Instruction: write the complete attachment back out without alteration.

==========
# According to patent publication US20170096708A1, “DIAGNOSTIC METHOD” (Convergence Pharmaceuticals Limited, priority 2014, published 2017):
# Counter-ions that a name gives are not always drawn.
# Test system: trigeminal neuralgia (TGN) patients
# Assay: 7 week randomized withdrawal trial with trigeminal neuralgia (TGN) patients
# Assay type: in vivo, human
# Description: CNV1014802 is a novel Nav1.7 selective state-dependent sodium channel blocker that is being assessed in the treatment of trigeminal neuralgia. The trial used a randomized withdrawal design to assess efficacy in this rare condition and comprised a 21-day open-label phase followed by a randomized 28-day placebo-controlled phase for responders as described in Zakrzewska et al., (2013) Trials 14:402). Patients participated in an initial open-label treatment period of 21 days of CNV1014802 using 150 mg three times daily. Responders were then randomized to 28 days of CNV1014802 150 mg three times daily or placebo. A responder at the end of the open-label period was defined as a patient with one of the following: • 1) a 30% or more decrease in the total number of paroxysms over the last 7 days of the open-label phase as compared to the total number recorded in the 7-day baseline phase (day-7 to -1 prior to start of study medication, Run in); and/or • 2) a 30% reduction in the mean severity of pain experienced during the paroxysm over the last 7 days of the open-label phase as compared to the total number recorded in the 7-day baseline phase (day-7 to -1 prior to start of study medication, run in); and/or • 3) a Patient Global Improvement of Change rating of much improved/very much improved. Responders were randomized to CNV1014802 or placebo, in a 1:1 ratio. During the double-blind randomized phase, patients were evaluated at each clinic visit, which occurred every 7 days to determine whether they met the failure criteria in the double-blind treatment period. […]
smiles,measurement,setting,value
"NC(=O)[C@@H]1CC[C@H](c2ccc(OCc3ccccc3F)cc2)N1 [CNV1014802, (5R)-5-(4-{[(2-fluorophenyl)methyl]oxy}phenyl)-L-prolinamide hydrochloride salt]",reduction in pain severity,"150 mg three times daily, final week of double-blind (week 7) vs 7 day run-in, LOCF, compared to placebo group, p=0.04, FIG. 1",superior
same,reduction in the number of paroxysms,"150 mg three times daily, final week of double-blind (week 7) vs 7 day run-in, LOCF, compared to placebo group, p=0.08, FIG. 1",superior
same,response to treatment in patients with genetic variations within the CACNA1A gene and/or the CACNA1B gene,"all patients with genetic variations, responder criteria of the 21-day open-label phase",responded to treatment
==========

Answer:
# According to patent publication US20170096708A1, “DIAGNOSTIC METHOD” (Convergence Pharmaceuticals Limited, priority 2014, published 2017):
# Counter-ions that a name gives are not always drawn.
# Test system: trigeminal neuralgia (TGN) patients
# Assay: 7 week randomized withdrawal trial with trigeminal neuralgia (TGN) patients
# Assay type: in vivo, human
# Description: CNV1014802 is a novel Nav1.7 selective state-dependent sodium channel blocker that is being assessed in the treatment of trigeminal neuralgia. The trial used a randomized withdrawal design to assess efficacy in this rare condition and comprised a 21-day open-label phase followed by a randomized 28-day placebo-controlled phase for responders as described in Zakrzewska et al., (2013) Trials 14:402). Patients participated in an initial open-label treatment period of 21 days of CNV1014802 using 150 mg three times daily. Responders were then randomized to 28 days of CNV1014802 150 mg three times daily or placebo. A responder at the end of the open-label period was defined as a patient with one of the following: • 1) a 30% or more decrease in the total number of paroxysms over the last 7 days of the open-label phase as compared to the total number recorded in the 7-day baseline phase (day-7 to -1 prior to start of study medication, Run in); and/or • 2) a 30% reduction in the mean severity of pain experienced during the paroxysm over the last 7 days of the open-label phase as compared to the total number recorded in the 7-day baseline phase (day-7 to -1 prior to start of study medication, run in); and/or • 3) a Patient Global Improvement of Change rating of much improved/very much improved. Responders were randomized to CNV1014802 or placebo, in a 1:1 ratio. During the double-blind randomized phase, patients were evaluated at each clinic visit, which occurred every 7 days to determine whether they met the failure criteria in the double-blind treatment period. […]
smiles,measurement,setting,value
"NC(=O)[C@@H]1CC[C@H](c2ccc(OCc3ccccc3F)cc2)N1 [CNV1014802, (5R)-5-(4-{[(2-fluorophenyl)methyl]oxy}phenyl)-L-prolinamide hydrochloride salt]",reduction in pain severity,"150 mg three times daily, final week of double-blind (week 7) vs 7 day run-in, LOCF, compared to placebo group, p=0.04, FIG. 1",superior
same,reduction in the number of paroxysms,"150 mg three times daily, final week of double-blind (week 7) vs 7 day run-in, LOCF, compared to placebo group, p=0.08, FIG. 1",superior
same,response to treatment in patients with genetic variations within the CACNA1A gene and/or the CACNA1B gene,"all patients with genetic variations, responder criteria of the 21-day open-label phase",responded to treatment